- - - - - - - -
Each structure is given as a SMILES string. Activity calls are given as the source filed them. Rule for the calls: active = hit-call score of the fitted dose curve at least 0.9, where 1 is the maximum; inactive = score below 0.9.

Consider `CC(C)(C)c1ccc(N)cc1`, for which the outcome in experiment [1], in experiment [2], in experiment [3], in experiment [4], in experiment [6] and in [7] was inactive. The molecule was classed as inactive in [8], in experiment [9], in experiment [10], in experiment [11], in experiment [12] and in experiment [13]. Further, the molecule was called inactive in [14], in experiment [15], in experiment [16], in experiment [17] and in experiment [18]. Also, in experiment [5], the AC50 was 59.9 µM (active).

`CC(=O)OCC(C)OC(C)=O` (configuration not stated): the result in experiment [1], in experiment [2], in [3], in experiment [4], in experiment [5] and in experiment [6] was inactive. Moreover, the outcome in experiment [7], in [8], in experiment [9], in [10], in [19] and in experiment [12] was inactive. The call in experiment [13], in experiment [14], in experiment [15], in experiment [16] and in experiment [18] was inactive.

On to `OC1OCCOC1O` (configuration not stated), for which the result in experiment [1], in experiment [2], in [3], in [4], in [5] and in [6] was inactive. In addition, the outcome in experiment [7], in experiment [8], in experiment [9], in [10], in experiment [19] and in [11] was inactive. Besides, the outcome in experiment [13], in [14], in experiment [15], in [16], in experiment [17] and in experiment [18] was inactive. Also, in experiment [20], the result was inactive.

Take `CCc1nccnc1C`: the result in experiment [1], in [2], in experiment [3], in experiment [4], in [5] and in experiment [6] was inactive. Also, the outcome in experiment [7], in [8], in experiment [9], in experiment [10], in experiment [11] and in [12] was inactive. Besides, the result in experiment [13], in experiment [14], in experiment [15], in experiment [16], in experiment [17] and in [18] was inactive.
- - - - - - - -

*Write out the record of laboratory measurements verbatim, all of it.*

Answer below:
Each structure is given as a SMILES string. Activity calls are given as the source filed them. Rule for the calls: active = hit-call score of the fitted dose curve at least 0.9, where 1 is the maximum; inactive = score below 0.9.

Consider `CC(C)(C)c1ccc(N)cc1`, for which the outcome in experiment [1], in experiment [2], in experiment [3], in experiment [4], in experiment [6] and in [7] was inactive. The molecule was classed as inactive in [8], in experiment [9], in experiment [10], in experiment [11], in experiment [12] and in experiment [13]. Further, the molecule was called inactive in [14], in experiment [15], in experiment [16], in experiment [17] and in experiment [18]. Also, in experiment [5], the AC50 was 59.9 µM (active).

`CC(=O)OCC(C)OC(C)=O` (configuration not stated): the result in experiment [1], in experiment [2], in [3], in experiment [4], in experiment [5] and in experiment [6] was inactive. Moreover, the outcome in experiment [7], in [8], in experiment [9], in [10], in [19] and in experiment [12] was inactive. The call in experiment [13], in experiment [14], in experiment [15], in experiment [16] and in experiment [18] was inactive.

On to `OC1OCCOC1O` (configuration not stated), for which the result in experiment [1], in experiment [2], in [3], in [4], in [5] and in [6] was inactive. In addition, the outcome in experiment [7], in experiment [8], in experiment [9], in [10], in experiment [19] and in [11] was inactive. Besides, the outcome in experiment [13], in [14], in experiment [15], in [16], in experiment [17] and in experiment [18] was inactive. Also, in experiment [20], the result was inactive.

Take `CCc1nccnc1C`: the result in experiment [1], in [2], in experiment [3], in experiment [4], in [5] and in experiment [6] was inactive. Also, the outcome in experiment [7], in [8], in experiment [9], in experiment [10], in experiment [11] and in [12] was inactive. Besides, the result in experiment [13], in experiment [14], in experiment [15], in experiment [16], in experiment [17] and in [18] was inactive.